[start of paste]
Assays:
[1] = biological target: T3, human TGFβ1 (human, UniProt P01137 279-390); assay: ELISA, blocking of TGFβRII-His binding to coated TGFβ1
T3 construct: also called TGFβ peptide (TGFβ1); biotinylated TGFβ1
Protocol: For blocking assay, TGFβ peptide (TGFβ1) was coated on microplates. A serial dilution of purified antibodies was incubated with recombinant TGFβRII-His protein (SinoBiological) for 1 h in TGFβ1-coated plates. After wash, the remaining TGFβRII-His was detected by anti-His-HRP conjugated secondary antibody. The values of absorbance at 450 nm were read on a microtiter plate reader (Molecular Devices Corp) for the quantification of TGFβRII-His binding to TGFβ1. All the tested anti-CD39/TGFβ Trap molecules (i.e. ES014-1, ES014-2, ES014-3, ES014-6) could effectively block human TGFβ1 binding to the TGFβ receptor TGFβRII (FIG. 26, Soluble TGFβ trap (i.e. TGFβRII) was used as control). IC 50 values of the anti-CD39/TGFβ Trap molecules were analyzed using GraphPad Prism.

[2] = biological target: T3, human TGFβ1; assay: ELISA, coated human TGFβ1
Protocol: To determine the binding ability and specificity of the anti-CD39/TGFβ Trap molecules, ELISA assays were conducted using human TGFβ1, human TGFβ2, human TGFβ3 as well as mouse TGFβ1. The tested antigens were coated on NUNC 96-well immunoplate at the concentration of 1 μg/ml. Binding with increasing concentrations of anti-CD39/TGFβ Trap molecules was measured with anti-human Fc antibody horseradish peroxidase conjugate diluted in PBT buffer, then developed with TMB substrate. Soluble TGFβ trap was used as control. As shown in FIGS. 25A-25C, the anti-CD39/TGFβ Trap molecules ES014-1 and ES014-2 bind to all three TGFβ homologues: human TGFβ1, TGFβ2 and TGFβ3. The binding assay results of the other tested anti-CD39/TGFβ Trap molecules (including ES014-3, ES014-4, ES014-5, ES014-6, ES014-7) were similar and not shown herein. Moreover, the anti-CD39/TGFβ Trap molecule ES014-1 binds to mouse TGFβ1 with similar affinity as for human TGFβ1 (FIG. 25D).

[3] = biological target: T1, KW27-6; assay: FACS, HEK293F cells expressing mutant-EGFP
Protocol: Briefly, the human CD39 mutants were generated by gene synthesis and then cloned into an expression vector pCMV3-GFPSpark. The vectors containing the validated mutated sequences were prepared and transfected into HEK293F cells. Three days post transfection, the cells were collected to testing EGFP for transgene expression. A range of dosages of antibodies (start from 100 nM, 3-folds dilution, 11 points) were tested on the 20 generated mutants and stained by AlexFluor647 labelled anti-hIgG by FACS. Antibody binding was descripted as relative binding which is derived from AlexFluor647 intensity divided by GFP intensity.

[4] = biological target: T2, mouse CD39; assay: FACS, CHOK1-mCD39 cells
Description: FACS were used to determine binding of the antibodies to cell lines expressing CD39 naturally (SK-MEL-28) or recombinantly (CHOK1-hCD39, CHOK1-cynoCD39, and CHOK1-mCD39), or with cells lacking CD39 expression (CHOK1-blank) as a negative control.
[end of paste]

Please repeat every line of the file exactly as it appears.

Assays:
[1] = biological target: T3, human TGFβ1 (human, UniProt P01137 279-390); assay: ELISA, blocking of TGFβRII-His binding to coated TGFβ1
T3 construct: also called TGFβ peptide (TGFβ1); biotinylated TGFβ1
Protocol: For blocking assay, TGFβ peptide (TGFβ1) was coated on microplates. A serial dilution of purified antibodies was incubated with recombinant TGFβRII-His protein (SinoBiological) for 1 h in TGFβ1-coated plates. After wash, the remaining TGFβRII-His was detected by anti-His-HRP conjugated secondary antibody. The values of absorbance at 450 nm were read on a microtiter plate reader (Molecular Devices Corp) for the quantification of TGFβRII-His binding to TGFβ1. All the tested anti-CD39/TGFβ Trap molecules (i.e. ES014-1, ES014-2, ES014-3, ES014-6) could effectively block human TGFβ1 binding to the TGFβ receptor TGFβRII (FIG. 26, Soluble TGFβ trap (i.e. TGFβRII) was used as control). IC 50 values of the anti-CD39/TGFβ Trap molecules were analyzed using GraphPad Prism.

[2] = biological target: T3, human TGFβ1; assay: ELISA, coated human TGFβ1
Protocol: To determine the binding ability and specificity of the anti-CD39/TGFβ Trap molecules, ELISA assays were conducted using human TGFβ1, human TGFβ2, human TGFβ3 as well as mouse TGFβ1. The tested antigens were coated on NUNC 96-well immunoplate at the concentration of 1 μg/ml. Binding with increasing concentrations of anti-CD39/TGFβ Trap molecules was measured with anti-human Fc antibody horseradish peroxidase conjugate diluted in PBT buffer, then developed with TMB substrate. Soluble TGFβ trap was used as control. As shown in FIGS. 25A-25C, the anti-CD39/TGFβ Trap molecules ES014-1 and ES014-2 bind to all three TGFβ homologues: human TGFβ1, TGFβ2 and TGFβ3. The binding assay results of the other tested anti-CD39/TGFβ Trap molecules (including ES014-3, ES014-4, ES014-5, ES014-6, ES014-7) were similar and not shown herein. Moreover, the anti-CD39/TGFβ Trap molecule ES014-1 binds to mouse TGFβ1 with similar affinity as for human TGFβ1 (FIG. 25D).

[3] = biological target: T1, KW27-6; assay: FACS, HEK293F cells expressing mutant-EGFP
Protocol: Briefly, the human CD39 mutants were generated by gene synthesis and then cloned into an expression vector pCMV3-GFPSpark. The vectors containing the validated mutated sequences were prepared and transfected into HEK293F cells. Three days post transfection, the cells were collected to testing EGFP for transgene expression. A range of dosages of antibodies (start from 100 nM, 3-folds dilution, 11 points) were tested on the 20 generated mutants and stained by AlexFluor647 labelled anti-hIgG by FACS. Antibody binding was descripted as relative binding which is derived from AlexFluor647 intensity divided by GFP intensity.

[4] = biological target: T2, mouse CD39; assay: FACS, CHOK1-mCD39 cells
Description: FACS were used to determine binding of the antibodies to cell lines expressing CD39 naturally (SK-MEL-28) or recombinantly (CHOK1-hCD39, CHOK1-cynoCD39, and CHOK1-mCD39), or with cells lacking CD39 expression (CHOK1-blank) as a negative control.